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Response of a shallow-water sediment system to warming

Journal article
Authors Christian Alsterberg
Stefan Hulth
Kristina Sundbäck
Published in Limnology and Oceanography
Volume 56
Issue 6
Pages 2147-2160
Publication year 2011
Published at Department of Chemistry
Department of Marine Ecology
Pages 2147-2160
Language en
Keywords sediment, nutrient flux, oxygen, global change, microphytobenthos, meiofauna, alkalinity, bacteria, primary production
Subject categories Biological Sciences

Abstract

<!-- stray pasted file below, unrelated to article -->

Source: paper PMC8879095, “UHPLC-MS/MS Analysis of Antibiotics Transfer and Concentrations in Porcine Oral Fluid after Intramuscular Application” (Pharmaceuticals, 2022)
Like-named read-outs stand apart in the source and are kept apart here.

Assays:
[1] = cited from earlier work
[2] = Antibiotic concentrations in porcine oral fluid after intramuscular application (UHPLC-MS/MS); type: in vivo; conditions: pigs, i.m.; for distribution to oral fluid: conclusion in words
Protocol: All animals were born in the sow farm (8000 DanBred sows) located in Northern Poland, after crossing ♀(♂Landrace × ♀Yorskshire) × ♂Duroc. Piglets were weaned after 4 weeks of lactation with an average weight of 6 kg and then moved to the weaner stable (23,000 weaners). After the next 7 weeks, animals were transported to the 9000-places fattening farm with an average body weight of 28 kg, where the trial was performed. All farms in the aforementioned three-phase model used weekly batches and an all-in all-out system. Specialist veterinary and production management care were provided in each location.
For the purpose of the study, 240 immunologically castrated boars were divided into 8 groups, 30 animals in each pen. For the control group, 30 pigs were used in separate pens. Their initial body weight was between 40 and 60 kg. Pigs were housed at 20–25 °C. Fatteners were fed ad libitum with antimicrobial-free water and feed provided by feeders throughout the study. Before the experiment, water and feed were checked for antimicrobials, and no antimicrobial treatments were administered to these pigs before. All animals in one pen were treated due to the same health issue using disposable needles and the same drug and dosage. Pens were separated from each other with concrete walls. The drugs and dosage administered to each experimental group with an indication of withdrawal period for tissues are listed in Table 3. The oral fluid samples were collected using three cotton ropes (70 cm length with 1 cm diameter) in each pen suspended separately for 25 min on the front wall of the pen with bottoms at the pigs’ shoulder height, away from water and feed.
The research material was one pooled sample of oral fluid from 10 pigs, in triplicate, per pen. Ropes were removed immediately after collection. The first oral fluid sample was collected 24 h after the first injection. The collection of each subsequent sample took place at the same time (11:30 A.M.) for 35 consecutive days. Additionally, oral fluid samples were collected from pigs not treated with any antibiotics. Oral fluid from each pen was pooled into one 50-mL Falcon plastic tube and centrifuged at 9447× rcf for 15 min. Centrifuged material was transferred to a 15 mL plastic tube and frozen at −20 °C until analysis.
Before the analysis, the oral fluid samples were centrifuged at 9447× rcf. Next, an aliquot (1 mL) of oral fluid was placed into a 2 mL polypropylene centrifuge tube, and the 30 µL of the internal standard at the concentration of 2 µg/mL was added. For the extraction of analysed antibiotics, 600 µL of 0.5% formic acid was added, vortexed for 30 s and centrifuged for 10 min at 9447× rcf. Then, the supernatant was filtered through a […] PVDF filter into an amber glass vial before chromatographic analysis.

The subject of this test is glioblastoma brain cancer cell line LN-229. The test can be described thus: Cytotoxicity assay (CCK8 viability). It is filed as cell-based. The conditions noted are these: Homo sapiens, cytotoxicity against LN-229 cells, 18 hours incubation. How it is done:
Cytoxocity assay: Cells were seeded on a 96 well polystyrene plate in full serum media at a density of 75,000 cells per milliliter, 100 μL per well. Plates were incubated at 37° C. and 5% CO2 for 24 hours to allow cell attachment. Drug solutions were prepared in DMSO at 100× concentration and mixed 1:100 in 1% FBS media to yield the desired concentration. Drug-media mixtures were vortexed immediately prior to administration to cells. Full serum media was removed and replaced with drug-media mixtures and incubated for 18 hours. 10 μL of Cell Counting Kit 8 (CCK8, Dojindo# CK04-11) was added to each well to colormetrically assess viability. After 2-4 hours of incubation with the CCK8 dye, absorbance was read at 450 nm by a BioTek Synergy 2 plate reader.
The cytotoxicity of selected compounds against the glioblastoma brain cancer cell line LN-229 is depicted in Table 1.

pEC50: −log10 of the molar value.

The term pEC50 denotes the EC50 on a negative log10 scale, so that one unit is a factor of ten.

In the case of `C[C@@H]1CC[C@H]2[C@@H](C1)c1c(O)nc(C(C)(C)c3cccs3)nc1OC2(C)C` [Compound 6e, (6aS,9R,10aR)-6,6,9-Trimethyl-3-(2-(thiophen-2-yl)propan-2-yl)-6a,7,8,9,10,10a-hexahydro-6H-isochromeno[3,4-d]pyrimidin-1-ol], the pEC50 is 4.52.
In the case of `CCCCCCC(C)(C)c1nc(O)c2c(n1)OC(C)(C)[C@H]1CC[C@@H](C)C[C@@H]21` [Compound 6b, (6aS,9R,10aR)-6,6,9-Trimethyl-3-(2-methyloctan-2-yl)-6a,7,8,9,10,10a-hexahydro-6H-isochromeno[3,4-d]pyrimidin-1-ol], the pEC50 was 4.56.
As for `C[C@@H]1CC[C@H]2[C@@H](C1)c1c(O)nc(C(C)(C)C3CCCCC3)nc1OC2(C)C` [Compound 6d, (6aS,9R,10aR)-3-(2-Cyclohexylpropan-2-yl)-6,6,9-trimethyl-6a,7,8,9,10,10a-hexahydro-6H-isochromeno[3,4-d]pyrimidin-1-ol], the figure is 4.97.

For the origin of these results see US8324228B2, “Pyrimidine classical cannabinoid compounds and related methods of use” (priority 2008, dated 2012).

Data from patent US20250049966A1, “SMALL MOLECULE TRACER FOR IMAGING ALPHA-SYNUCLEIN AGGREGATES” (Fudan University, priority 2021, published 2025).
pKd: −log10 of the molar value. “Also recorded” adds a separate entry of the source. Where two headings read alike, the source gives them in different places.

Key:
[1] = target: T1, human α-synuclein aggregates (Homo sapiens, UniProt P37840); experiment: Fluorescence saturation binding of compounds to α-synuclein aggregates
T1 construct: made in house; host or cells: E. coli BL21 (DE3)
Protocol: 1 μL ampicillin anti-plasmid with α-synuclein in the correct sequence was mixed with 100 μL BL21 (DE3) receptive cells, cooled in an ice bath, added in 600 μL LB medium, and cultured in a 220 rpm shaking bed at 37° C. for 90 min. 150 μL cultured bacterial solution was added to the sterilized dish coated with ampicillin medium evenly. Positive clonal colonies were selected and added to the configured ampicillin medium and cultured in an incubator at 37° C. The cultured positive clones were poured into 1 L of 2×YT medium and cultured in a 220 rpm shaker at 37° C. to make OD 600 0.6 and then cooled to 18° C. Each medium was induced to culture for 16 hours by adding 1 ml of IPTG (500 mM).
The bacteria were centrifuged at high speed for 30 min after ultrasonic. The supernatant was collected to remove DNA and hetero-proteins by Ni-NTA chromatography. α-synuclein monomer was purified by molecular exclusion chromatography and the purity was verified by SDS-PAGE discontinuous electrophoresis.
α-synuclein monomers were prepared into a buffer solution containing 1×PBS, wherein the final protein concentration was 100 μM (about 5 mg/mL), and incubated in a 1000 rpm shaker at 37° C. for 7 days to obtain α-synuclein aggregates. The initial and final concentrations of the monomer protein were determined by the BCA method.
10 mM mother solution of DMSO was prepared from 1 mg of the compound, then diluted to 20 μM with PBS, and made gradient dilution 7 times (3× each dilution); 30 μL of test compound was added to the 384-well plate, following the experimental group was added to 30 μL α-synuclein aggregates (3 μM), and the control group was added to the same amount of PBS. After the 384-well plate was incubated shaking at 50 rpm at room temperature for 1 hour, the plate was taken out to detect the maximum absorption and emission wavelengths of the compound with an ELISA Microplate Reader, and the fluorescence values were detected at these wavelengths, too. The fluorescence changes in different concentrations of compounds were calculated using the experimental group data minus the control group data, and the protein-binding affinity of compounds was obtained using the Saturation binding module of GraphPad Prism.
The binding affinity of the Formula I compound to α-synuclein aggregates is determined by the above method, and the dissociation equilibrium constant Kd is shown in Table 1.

ABSTRACT: Effects of predicted global warming (+4°C) on the structure and function of a temperate shallow-water sediment system were studied for 1.5 months during spring (March–April), using intact sediment in a flow-through system under close to natural light conditions. Although significant effects from temperature were observed during the entire experimental period, many were rather moderate and probably a combination of both direct and indirect effects. With the exception of an earlier development of floating microalgal mats at raised temperature, dividing the autotrophic compartment into a benthic and pelagic part, autotrophic variables, such as oxygen production, biomass, and species composition of benthic microalgae did not respond to warming. However, uptake of nutrients did increase, strengthening the role of shallow-water sediments as sinks for inorganic nutrients in spring. As hypothesized, heterotrophic variables (bacterial production, meiofaunal biomass, and dark fluxes of oxygen and total alkalinity) responded more clearly to warming than did autotrophic variables. Warming is generally hypothesized to push ecosystems towards heterotrophy, but there was no support for this in the present study. Although community respiration and anaerobic mineralization increased, the system remained highly autotrophic during the entire experiment due to the photosynthetic activity of benthic microalgae. The presence of a well-developed benthic microalgal community, already in early spring, appeared to moderate the temperature response. It therefore seems that, in spring, benthic microalgae dampen ecological consequences of global warming in illuminated sediment systems by maintaining the system net autotrophic.

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